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Historical Sketch
of the 149th Infantry Regiment

Taken from Final Report on the Battlefield of Gettysburg (New York at Gettysburg) by the New York Monuments Commission for the Battlefields of Gettysburg and Chattanooga. Albany, NY: J.B. Lyon Company, 1902.

The One hundred and forty-ninth Volunteers were organized and mustered into the United States service at Syracuse, the 17th and 18th of September, 1862, and departed for the seat of war on the 23d of the same month, passing Elmira, Baltimore, and Washington on its way to join the Army of the Potomac, then located about Harper's Ferry. On the reorganization of the Twelfth Corps, it was assigned to duty in Greene's Third Brigade of Geary's Second Division. When the army left Harper's Ferry in October, 1862, the Twelfth Corps, then commanded by General Slocum, was left behind to guard that place against the approaches of General Jackson, who was then in occupation of the upper end of the Shenandoah Valley; but after Jackson went east the One hundred and forty-ninth, with the Twelfth Corps, joined the main army then lying between Falmouth and Aquia Creek in the middle of the winter, in time to participate in the battle of Chancellorsville, which took place under General Hooker, May 2 and 3, 1863. In this engagement, the Twelfth Corps took an important part, and the One hundred and forty-ninth received its first baptism of blood, which occasioned a loss of killed, wounded and prisoners of about 194. The losses of the regiment at this time included Lieutenants Davis and Breed, who were killed, and Major Cook, then commanding the regiment, who received a very severe wound in the foot, disabling him from further service in the field.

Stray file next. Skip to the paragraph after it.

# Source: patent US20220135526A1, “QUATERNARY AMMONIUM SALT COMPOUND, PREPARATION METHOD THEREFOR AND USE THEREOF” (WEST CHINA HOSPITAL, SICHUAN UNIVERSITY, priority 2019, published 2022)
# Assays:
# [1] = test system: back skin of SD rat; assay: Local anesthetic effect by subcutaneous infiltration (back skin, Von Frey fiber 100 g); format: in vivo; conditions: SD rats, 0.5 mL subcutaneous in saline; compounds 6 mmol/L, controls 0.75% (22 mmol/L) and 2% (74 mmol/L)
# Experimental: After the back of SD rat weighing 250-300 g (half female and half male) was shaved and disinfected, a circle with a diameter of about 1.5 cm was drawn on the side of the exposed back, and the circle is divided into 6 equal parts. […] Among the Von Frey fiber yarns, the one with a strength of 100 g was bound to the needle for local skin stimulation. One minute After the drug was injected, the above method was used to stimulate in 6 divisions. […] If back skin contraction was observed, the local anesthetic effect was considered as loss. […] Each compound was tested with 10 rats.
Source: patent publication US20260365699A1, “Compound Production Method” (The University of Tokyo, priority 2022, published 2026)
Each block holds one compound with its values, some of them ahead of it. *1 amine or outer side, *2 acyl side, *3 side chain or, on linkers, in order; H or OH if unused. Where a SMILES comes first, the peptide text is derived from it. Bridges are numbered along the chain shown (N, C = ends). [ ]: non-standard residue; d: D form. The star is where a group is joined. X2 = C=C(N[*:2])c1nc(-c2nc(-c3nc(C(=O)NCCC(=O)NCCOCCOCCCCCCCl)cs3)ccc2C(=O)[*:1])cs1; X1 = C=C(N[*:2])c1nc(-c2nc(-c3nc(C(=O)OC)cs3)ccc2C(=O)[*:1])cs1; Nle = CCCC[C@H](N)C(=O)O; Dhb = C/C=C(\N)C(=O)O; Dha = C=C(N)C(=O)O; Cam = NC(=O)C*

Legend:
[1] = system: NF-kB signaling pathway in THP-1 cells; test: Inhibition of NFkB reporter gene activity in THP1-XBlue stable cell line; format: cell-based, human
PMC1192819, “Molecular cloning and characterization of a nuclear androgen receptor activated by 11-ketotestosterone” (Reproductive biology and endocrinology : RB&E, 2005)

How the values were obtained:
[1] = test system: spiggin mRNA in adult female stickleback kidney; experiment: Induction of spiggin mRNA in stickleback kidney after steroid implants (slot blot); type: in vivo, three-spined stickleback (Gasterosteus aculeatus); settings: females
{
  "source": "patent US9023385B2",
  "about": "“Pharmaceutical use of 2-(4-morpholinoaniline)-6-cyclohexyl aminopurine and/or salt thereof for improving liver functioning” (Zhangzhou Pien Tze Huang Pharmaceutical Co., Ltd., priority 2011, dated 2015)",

New York State Division of Military and Naval Affairs: Military History
Last modified: June 21, 2007

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